Talmont-sur-Gironde is a small commune in the department of Charente-Maritime in southwestern France, on the eastern side of the mouth of the wide Gironde estuary.
The enclosed and fortified village, situated on a peninsula, was founded around a church in 1284, according to orders issued by Edward I of England, who controlled that part of France at that time. The church (of which more later), then about 200 years old, was the only building standing in that isolated spot. The village became a focus for pilgrims journeying from the north of France to Santiago de Compostela in northern Spain. It survived the long wars of the Middle Ages, but in 1652, it was destroyed by the Spanish and had to be rebuilt!
An aerial shot of Talmont as it is today, photo copied from a post card, as I don't have a drone!! The ancient church and its cemetery can be see on the cliff edge, to the right.
A photo of the lovely B and B where we stayed, taken from the other side of a watery inlet.
One of the narrow traffic-free streets of the village, which is on the list of the most beautiful in France. It's a real tourist destination in summer and many of the little houses have been converted into shops and cafes.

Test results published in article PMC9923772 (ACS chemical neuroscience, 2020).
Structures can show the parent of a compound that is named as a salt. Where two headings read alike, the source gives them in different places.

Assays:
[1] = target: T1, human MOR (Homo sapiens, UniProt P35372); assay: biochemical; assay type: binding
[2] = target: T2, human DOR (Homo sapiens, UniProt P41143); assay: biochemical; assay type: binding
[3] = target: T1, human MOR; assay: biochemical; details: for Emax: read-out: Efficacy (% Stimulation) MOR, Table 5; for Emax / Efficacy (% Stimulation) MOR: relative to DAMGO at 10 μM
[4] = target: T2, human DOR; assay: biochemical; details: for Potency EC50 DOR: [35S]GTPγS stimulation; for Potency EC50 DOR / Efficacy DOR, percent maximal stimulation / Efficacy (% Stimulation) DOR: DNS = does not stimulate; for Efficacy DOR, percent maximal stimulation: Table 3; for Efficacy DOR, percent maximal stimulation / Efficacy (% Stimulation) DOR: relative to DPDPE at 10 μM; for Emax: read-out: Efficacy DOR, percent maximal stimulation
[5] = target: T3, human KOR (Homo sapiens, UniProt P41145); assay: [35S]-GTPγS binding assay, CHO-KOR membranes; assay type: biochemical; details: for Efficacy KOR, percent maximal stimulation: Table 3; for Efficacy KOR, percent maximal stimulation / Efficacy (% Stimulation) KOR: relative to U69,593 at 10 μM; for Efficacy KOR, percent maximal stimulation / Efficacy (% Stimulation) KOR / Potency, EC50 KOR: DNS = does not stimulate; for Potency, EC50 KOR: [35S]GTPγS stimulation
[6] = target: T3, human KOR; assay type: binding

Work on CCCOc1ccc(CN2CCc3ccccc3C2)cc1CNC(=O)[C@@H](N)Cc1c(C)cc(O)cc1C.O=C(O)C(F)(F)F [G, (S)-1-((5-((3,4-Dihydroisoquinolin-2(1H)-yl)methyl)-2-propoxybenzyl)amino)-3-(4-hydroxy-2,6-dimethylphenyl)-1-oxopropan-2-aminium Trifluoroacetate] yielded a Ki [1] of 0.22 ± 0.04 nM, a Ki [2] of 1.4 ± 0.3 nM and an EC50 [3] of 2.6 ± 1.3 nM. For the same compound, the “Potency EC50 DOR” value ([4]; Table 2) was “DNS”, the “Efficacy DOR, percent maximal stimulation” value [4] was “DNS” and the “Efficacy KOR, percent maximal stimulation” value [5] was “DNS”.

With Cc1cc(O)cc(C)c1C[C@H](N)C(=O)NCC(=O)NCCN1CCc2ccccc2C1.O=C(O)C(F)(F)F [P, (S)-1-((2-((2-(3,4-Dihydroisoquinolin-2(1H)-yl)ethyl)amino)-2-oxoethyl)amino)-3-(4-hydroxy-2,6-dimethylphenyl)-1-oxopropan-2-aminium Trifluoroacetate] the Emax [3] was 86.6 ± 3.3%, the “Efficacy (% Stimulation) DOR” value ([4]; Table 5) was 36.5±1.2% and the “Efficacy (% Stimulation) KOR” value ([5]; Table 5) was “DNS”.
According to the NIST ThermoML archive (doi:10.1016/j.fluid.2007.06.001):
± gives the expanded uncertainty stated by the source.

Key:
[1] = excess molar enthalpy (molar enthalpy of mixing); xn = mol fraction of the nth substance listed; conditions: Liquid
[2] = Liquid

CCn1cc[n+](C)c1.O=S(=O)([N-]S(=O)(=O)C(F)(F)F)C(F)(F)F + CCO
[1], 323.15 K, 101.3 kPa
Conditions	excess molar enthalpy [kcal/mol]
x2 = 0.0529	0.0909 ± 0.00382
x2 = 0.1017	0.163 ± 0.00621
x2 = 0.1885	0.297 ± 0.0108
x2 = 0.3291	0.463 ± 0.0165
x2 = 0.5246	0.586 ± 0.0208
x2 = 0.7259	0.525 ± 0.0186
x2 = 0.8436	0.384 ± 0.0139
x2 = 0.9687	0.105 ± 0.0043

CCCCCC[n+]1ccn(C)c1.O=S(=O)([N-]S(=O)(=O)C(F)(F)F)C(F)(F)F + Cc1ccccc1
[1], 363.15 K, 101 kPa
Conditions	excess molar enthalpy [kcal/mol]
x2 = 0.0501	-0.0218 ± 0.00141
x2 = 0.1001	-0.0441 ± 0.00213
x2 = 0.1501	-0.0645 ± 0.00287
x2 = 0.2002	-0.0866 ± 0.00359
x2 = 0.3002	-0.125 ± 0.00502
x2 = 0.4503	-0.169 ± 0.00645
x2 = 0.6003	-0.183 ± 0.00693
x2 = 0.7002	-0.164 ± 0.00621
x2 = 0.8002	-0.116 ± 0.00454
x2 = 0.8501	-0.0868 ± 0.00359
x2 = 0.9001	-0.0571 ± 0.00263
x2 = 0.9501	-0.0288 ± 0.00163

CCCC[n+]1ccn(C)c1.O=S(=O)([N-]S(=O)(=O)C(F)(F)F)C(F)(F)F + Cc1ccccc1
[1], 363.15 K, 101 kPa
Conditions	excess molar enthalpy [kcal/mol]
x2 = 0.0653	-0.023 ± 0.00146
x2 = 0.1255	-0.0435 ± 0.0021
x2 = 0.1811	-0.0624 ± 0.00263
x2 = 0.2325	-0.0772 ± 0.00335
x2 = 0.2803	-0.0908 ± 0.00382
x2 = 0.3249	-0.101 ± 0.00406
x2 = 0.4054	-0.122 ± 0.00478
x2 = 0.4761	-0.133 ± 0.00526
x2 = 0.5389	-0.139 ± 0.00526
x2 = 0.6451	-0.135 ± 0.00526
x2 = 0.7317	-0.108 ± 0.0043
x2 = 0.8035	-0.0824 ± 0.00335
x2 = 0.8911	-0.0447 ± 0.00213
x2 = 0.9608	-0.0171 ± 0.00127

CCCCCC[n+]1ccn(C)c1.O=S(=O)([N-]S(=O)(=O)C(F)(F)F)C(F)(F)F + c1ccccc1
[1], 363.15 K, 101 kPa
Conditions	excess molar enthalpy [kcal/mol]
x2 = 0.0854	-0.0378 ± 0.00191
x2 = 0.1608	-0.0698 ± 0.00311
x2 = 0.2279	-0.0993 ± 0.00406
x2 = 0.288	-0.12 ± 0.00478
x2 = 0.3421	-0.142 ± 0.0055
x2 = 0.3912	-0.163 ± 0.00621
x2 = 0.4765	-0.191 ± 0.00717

I was fascinated by this magical water tap!
The Mairie (Mayor's office), a focus in every French village.
An interesting doorway, formed with old dressed stones no doubt "liberated" from older, grander, residences which haven't survived!
An old religious artefact recovered from a grander building and thoughtfully incorporated into a restored wall of one of the village houses.
The church dedicated to Sainte Radegonde, a 6th century religious figure, was built in 1094.
Simple stonework inside the church.
An ancient arch or doorway. Moving on, we arrive at Le Fa..........
What some scholars think might be the town of Novioregum, or Le Fa as the French now call it in the absence of complete proof as to its identity, is in the present day commune of Barzan, very close to Talmont. The extensive archaelogical excavations started in 1975 have revealed a small town, considered to be one of the most important Gallo-Roman trading ports on the Atlantic coast. The Roman stone walling at the base in this photo formed the foundations of an ancient Roman temple called the Sanctuary.
The ruins of a windmill built on the old Roman base. The whole town seems to have been razed to the ground some time in the 4th or 5th centuries A.D., the remains being buried in sand dunes and lost to memory.
Excavations revealing walls forming the rooms of the thermal baths. More excavations are in progress with the hope of uncovering relics which might identify the mystery town.
A reconstructed hypocaust - Roman underfloor heating! Hot air from a nearby fireplace, stoked with wood by slaves, was channelled through the underfloor cavity, warming the stone floor slabs on its way.
An oven used in the manufacture of ceramics, partly restored.
Reproduction of an original mosaic found in the the Roman villa at Séviac, further south in France.